by Billy Greene
Folded hands are mistaken for held ones on the table. I’m looking out the window now, despite my God telling me to quit it. The recitation of doctor’s orders reels and I turn from the camera willingly. I have entirely taken too many walks in the past ninety-six hours. The ornate vase that teeters where my stomach hangs pools over with water. I am shaken, not shattered, by the potters’ hands a sunny sky has.
The light essentializes the vulnerability offered to the world: a scraped knee on a rock, barefoot blisters on the trail. Now you can see the bruises, because I decide to wear a tank top and shorts and sandals. Suppose I hate winter, then—the woman in me brutally subjugated to the crewnecks of nonexistent lovers. My stubble unkempt; my pelvis in my pockets; my heart a microwave with the fork of eye contact. My—, my—, my—, one hell of an annoying bird.
I’m alright with the unbearable fact that my feminine is pained and pined. On the trees in Lake Country, on the observation tower at Lapham Peak, in the silence of LaGrange, initials of lovers warp the wood. Atop Baldy, two gulls soar the dunes. After some indie band's concert in Madison, I wedge between acts of proximity to summit my way to the car. Turn on the radio: Minnie Riperton's "Lovin' You." The laughter at this sick, karmic joke keeps me occupied for awhile.
In my childhood bedroom, the third drawer down, there is a pair of 3D glasses: one lens blue, one magenta-red. There is some gender to that. Outside of the movies, life duplicates and dizzies—even without the shades. When friends are in love, I don them and assume viewership. I try to turn on the subtitles as they mutter their lover's sweet little everythings: Oh, he can play Jenga well, they made me watch this strange New Wave film, she woodworked a platter for our four-and-a-half-month anniversary. I smile and mmm. My refusal to be cynical is out of a hope that someday, too, I can so casually shrug the fact someone will be waiting for me at home with a board game, a charcuterie board, and a bootleg copy of Cléo de 5 à 7.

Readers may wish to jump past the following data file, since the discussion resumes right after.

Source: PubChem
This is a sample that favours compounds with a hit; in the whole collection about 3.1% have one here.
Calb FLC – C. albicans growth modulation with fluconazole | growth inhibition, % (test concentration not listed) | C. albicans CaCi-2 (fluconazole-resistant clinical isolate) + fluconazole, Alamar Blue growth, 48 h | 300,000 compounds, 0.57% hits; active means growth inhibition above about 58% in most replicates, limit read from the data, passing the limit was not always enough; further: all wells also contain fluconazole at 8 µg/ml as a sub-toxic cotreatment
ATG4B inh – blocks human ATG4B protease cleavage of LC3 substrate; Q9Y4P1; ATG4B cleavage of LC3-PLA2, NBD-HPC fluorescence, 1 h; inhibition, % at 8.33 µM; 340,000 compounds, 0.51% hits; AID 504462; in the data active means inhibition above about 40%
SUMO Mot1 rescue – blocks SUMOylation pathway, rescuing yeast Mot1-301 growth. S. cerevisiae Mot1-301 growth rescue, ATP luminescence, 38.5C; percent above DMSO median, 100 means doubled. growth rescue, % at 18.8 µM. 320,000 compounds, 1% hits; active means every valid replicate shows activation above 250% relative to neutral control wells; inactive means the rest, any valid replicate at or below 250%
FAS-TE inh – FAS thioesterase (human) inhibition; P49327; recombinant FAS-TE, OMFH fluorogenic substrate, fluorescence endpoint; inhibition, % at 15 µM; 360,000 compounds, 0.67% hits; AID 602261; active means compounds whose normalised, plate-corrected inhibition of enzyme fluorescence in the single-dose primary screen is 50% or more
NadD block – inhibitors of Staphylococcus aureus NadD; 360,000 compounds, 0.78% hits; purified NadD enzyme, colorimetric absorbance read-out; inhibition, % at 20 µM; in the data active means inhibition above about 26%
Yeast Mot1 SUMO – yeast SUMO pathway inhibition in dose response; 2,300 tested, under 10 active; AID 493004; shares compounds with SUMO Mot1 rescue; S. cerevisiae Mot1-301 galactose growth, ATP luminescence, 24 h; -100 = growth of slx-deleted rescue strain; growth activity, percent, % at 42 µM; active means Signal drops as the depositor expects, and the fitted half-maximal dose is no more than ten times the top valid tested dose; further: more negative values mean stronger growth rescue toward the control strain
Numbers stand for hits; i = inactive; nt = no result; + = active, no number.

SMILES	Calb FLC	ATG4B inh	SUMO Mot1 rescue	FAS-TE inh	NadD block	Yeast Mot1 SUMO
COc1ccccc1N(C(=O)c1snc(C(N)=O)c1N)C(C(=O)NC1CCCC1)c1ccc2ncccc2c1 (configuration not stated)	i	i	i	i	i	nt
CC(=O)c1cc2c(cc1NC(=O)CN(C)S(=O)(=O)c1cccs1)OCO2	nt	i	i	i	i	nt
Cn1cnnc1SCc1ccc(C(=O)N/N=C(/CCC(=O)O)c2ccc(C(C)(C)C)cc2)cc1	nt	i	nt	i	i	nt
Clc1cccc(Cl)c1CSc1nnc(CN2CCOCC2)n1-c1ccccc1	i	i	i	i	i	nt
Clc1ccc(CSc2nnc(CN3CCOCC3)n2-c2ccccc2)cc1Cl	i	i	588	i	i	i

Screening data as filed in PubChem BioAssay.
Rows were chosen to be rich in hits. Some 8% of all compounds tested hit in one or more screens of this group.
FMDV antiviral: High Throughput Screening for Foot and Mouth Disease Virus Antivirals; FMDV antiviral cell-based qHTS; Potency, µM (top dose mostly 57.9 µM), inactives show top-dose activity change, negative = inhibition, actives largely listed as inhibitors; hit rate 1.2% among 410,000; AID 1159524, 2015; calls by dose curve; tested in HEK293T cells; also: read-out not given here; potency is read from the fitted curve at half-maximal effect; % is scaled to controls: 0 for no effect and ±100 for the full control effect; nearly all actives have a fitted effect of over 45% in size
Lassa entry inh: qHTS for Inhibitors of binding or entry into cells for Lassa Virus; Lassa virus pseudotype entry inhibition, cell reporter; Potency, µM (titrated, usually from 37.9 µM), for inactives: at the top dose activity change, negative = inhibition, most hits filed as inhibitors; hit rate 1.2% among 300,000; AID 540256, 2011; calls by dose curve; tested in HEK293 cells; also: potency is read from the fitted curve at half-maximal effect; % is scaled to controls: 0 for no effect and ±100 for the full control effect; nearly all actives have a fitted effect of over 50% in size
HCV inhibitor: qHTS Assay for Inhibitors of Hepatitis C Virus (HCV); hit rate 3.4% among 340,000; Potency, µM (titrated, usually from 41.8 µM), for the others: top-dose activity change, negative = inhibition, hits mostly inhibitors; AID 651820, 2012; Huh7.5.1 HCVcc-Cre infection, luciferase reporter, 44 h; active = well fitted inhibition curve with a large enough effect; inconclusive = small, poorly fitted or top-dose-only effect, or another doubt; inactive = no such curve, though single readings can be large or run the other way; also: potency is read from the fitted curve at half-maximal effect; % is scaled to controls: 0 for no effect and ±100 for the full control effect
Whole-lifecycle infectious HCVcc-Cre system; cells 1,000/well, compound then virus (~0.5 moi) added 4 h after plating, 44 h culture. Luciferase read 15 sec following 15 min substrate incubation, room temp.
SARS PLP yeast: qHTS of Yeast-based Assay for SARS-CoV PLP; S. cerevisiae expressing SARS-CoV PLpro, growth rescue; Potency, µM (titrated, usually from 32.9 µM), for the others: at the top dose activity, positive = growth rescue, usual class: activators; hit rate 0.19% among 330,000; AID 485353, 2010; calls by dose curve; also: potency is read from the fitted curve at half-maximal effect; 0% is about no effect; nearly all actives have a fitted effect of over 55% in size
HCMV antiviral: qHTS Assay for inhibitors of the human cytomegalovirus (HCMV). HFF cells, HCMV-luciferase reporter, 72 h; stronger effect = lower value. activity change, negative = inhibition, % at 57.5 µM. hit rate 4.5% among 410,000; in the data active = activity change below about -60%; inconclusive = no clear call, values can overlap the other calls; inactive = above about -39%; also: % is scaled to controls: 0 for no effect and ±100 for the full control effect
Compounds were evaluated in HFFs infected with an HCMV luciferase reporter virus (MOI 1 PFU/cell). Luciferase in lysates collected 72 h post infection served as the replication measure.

About a week ago, I wrote a poem about Montana despite never going. Massive views and skies excite me because absolutes do in fact exist, however unlikely they may crop out of a trans imaginary. Some things just are—and I shiver at that nebulous affirmation. Weyes Blood, too, sings: "I know my place / it's a beautiful thing." The Northern Lights beat with little warning. Even the cocktail dress off eBay—without measurements or an account verification—fits perfectly.
A shadow of a flag against a storefront kind of resembles a mouth. Some plant sits in its display, entirely too tropical for Wisconsin. Inside here, in my window seat, in my cocoon of a flannel, I let my voice be heard with the company of a coffee mug. I kiss the rim: You are my friend.
Billy Greene is a poet and musician. They currently pursue English and gender studies at Lawrence University. Aside from the words and noise, they enjoy hiking, running, and brooding.